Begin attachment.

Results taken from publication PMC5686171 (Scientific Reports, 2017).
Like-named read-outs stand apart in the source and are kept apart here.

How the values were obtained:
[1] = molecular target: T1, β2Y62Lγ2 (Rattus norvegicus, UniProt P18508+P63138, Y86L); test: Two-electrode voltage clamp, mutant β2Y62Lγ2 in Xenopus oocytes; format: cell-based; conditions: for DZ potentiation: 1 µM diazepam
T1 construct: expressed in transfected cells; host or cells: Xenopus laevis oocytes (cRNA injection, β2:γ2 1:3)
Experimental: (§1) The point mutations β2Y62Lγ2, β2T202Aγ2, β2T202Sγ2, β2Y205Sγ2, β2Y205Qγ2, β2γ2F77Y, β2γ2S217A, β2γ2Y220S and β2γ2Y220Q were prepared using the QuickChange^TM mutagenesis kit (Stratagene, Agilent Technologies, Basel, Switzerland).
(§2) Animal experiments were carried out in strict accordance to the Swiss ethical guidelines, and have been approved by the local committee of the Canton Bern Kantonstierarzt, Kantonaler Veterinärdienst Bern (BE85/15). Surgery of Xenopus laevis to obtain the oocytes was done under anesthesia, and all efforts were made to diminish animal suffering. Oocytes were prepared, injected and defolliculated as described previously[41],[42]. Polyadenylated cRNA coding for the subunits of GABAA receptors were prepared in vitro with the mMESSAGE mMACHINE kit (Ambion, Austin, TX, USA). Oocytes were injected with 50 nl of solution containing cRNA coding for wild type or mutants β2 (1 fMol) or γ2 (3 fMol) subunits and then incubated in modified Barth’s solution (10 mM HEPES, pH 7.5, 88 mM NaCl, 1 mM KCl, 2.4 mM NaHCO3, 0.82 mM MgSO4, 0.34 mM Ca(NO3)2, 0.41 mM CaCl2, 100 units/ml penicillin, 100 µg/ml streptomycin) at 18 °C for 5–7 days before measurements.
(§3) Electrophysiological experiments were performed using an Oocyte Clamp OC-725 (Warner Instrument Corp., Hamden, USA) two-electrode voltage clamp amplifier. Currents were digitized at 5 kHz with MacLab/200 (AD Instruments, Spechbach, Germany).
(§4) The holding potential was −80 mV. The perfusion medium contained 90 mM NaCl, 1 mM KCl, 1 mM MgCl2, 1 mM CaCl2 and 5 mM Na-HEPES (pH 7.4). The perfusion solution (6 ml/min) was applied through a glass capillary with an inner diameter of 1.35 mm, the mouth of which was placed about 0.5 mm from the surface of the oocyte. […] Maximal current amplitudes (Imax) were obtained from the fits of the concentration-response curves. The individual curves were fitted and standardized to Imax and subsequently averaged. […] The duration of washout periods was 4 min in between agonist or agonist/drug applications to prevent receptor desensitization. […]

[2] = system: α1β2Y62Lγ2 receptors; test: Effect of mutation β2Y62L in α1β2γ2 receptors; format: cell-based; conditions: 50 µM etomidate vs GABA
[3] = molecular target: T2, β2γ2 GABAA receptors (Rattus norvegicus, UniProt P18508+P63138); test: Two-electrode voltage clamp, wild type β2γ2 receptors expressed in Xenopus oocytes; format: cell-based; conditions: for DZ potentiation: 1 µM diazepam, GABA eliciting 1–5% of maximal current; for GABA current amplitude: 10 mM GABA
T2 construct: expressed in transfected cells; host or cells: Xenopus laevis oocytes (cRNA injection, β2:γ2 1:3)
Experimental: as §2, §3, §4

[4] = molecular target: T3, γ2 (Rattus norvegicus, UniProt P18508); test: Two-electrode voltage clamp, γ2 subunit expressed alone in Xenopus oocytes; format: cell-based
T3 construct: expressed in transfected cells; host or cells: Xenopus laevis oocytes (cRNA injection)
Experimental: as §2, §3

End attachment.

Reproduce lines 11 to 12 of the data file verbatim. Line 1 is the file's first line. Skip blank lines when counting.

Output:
[3] = molecular target: T2, β2γ2 GABAA receptors (Rattus norvegicus, UniProt P18508+P63138); test: Two-electrode voltage clamp, wild type β2γ2 receptors expressed in Xenopus oocytes; format: cell-based; conditions: for DZ potentiation: 1 µM diazepam, GABA eliciting 1–5% of maximal current; for GABA current amplitude: 10 mM GABA
T2 construct: expressed in transfected cells; host or cells: Xenopus laevis oocytes (cRNA injection, β2:γ2 1:3)